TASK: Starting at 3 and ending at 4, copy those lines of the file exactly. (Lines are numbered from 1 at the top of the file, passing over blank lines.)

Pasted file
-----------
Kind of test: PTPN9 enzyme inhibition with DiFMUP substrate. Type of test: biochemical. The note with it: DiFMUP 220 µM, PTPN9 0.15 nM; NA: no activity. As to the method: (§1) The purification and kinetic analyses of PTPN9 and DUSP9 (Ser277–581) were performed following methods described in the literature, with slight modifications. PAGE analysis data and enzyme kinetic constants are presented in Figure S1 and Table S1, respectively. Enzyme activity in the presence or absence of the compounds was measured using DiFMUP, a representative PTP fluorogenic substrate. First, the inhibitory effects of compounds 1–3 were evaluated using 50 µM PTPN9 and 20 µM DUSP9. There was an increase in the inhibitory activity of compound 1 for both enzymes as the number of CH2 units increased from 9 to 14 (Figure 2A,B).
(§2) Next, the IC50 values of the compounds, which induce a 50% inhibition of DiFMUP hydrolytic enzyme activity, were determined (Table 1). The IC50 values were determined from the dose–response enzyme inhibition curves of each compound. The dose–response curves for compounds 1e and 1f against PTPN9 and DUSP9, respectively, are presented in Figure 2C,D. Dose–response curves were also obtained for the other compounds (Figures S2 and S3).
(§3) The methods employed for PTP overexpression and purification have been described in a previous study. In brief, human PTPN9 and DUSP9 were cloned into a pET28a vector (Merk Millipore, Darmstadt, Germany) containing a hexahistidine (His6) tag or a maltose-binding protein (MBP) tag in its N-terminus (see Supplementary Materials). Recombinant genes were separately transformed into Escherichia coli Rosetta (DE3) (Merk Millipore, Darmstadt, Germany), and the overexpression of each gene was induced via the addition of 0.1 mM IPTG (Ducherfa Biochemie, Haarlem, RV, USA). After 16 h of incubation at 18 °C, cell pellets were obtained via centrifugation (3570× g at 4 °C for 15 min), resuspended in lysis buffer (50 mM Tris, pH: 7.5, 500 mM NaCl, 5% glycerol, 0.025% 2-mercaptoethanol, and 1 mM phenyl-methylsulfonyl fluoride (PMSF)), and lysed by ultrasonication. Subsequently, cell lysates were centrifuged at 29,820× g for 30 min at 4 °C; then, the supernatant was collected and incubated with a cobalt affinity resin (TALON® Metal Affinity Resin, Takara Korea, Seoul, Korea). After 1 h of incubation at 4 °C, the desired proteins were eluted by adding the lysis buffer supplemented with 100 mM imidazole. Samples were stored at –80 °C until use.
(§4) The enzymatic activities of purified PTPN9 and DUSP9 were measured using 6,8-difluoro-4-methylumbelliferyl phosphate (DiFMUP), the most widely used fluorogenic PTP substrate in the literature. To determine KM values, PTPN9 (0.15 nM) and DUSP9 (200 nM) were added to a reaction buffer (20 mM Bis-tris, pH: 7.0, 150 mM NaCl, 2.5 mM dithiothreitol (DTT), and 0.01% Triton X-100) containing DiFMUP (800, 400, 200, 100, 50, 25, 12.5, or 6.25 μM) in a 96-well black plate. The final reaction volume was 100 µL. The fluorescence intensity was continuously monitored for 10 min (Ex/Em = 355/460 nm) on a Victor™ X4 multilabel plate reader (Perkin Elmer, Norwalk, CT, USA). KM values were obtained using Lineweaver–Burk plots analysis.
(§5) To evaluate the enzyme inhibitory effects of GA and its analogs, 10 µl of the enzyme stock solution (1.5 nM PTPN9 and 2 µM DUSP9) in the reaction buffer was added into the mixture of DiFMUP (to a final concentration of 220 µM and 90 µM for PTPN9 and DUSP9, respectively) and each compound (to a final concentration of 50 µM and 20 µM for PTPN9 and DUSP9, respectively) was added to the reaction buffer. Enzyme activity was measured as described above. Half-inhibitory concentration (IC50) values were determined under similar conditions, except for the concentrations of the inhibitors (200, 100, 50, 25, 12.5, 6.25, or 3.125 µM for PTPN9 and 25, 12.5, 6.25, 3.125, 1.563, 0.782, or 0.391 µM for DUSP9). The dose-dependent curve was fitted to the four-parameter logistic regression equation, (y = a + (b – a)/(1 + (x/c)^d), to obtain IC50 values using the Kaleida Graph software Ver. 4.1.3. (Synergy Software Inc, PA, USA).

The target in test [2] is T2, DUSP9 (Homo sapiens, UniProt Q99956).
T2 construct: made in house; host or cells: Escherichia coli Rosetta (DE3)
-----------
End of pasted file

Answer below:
(§3) The methods employed for PTP overexpression and purification have been described in a previous study. In brief, human PTPN9 and DUSP9 were cloned into a pET28a vector (Merk Millipore, Darmstadt, Germany) containing a hexahistidine (His6) tag or a maltose-binding protein (MBP) tag in its N-terminus (see Supplementary Materials). Recombinant genes were separately transformed into Escherichia coli Rosetta (DE3) (Merk Millipore, Darmstadt, Germany), and the overexpression of each gene was induced via the addition of 0.1 mM IPTG (Ducherfa Biochemie, Haarlem, RV, USA). After 16 h of incubation at 18 °C, cell pellets were obtained via centrifugation (3570× g at 4 °C for 15 min), resuspended in lysis buffer (50 mM Tris, pH: 7.5, 500 mM NaCl, 5% glycerol, 0.025% 2-mercaptoethanol, and 1 mM phenyl-methylsulfonyl fluoride (PMSF)), and lysed by ultrasonication. Subsequently, cell lysates were centrifuged at 29,820× g for 30 min at 4 °C; then, the supernatant was collected and incubated with a cobalt affinity resin (TALON® Metal Affinity Resin, Takara Korea, Seoul, Korea). After 1 h of incubation at 4 °C, the desired proteins were eluted by adding the lysis buffer supplemented with 100 mM imidazole. Samples were stored at –80 °C until use.
(§4) The enzymatic activities of purified PTPN9 and DUSP9 were measured using 6,8-difluoro-4-methylumbelliferyl phosphate (DiFMUP), the most widely used fluorogenic PTP substrate in the literature. To determine KM values, PTPN9 (0.15 nM) and DUSP9 (200 nM) were added to a reaction buffer (20 mM Bis-tris, pH: 7.0, 150 mM NaCl, 2.5 mM dithiothreitol (DTT), and 0.01% Triton X-100) containing DiFMUP (800, 400, 200, 100, 50, 25, 12.5, or 6.25 μM) in a 96-well black plate. The final reaction volume was 100 µL. The fluorescence intensity was continuously monitored for 10 min (Ex/Em = 355/460 nm) on a Victor™ X4 multilabel plate reader (Perkin Elmer, Norwalk, CT, USA). KM values were obtained using Lineweaver–Burk plots analysis.